The Veritas Shooting Plane and Vogt Super Chute

R S Veritas Shooting Plane


















I really like the new Veritas Shooting Plane. The shallow 12 degree bed angle positions the iron in line with the direction of the cut. Not having a frog mechanism reduces the mass, not a deficit in my opinion. When the handle is far back from the cutting action and the plane top heavy in proportion to the base, as in this case and the Stanley or L-N Shoot Board Planes, the user needs to exert rotational wrist pressure to counteract tipping or rocking and the frog’s extra weight and mass add to the required effort of the wrist.

The  PM-V11™ blade is easy to sharpen and hones to a fine edge. The adjustable Parallel Guide Strip on the Vogt Super Chute, edged with Acetal, keeps the plane gliding in its cut.

R S Veritas Plane 2

3 comments to The Veritas Shooting Plane and Vogt Super Chute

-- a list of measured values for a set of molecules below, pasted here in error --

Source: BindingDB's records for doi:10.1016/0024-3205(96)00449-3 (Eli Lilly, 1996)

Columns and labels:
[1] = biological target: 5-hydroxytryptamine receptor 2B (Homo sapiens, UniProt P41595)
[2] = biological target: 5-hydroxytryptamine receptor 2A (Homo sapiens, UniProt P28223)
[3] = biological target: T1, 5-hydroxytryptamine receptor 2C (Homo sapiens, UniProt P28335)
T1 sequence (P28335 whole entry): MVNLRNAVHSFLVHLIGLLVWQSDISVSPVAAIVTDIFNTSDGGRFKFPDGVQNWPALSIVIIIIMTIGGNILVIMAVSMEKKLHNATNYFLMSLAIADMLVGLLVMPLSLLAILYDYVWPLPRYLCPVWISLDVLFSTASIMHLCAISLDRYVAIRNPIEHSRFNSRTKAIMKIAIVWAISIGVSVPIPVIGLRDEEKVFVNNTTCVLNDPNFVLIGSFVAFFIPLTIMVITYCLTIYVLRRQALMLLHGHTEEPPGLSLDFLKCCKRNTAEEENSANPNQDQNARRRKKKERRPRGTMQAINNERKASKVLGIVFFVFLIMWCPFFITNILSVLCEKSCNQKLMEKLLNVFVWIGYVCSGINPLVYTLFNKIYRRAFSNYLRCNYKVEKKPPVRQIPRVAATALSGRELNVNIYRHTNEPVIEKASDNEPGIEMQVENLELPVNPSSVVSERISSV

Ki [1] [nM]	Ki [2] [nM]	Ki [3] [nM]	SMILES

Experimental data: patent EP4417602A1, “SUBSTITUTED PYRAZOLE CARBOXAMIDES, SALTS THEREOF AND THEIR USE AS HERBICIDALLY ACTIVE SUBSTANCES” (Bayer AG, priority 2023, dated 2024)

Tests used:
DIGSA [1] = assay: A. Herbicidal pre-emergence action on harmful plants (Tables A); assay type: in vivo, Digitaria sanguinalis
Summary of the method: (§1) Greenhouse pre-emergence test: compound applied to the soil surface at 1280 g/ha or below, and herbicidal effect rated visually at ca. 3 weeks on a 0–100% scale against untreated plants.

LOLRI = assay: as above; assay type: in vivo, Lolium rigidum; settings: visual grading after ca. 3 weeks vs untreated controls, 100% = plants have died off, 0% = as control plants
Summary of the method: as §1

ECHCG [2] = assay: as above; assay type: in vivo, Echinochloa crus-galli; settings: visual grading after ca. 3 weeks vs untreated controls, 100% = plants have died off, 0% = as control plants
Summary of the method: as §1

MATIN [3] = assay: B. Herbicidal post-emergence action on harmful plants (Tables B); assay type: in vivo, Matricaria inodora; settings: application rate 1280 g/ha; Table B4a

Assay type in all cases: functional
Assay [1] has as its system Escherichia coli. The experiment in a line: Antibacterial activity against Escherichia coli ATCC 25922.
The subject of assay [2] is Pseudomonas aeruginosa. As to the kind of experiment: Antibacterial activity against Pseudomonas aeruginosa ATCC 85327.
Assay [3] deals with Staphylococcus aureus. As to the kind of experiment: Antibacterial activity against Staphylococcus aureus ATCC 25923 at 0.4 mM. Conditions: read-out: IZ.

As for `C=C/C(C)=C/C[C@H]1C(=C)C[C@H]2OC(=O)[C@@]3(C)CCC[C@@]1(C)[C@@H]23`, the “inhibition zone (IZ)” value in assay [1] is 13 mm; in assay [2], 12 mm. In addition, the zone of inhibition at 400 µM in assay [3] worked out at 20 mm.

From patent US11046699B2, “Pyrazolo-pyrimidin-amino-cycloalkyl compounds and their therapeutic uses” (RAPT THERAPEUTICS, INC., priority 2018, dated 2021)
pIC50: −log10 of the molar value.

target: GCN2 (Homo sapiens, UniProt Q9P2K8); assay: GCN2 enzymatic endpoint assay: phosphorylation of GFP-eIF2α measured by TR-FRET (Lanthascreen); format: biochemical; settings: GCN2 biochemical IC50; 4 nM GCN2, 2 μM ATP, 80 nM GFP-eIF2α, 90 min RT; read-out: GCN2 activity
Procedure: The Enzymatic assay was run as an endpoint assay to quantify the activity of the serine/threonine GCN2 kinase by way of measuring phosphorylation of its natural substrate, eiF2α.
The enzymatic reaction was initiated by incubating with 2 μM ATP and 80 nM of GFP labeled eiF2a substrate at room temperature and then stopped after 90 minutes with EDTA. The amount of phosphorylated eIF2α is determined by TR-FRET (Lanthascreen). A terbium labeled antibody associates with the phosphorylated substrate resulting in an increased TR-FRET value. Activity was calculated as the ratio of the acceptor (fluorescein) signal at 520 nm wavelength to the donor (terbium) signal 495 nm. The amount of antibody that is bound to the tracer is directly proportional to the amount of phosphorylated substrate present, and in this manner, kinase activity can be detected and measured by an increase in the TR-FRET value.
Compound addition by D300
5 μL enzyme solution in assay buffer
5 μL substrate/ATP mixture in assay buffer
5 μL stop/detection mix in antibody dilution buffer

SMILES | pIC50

• Damien

    A ramped bed that un-skews the skewed blade of the shooting plane, can you explain the idea behind it? Spreading blade wear …

  • tico

    You are correct that some of the skew is offset, going from 20 down to fifteen degrees. The advantage of spreading blade wear is no small advantage, however. I like the ergonomics of the ramped shooting board, inviting you to lean and use that weight. The Veritas Plane is working wonderfully.

  • Drago

    You don’t really un-skew the the skewed blade if your base has a slope. What you do is to rotate the workpiece.
    The plane is still moving forward and the blade has a constant 20 degrees angle from the direction of movement.

Leave a Reply

You can use these HTML tags

<a href="" title=""> <abbr title=""> <acronym title=""> <b> <blockquote cite=""> <cite> <code> <del datetime=""> <em> <i> <q cite=""> <s> <strike> <strong>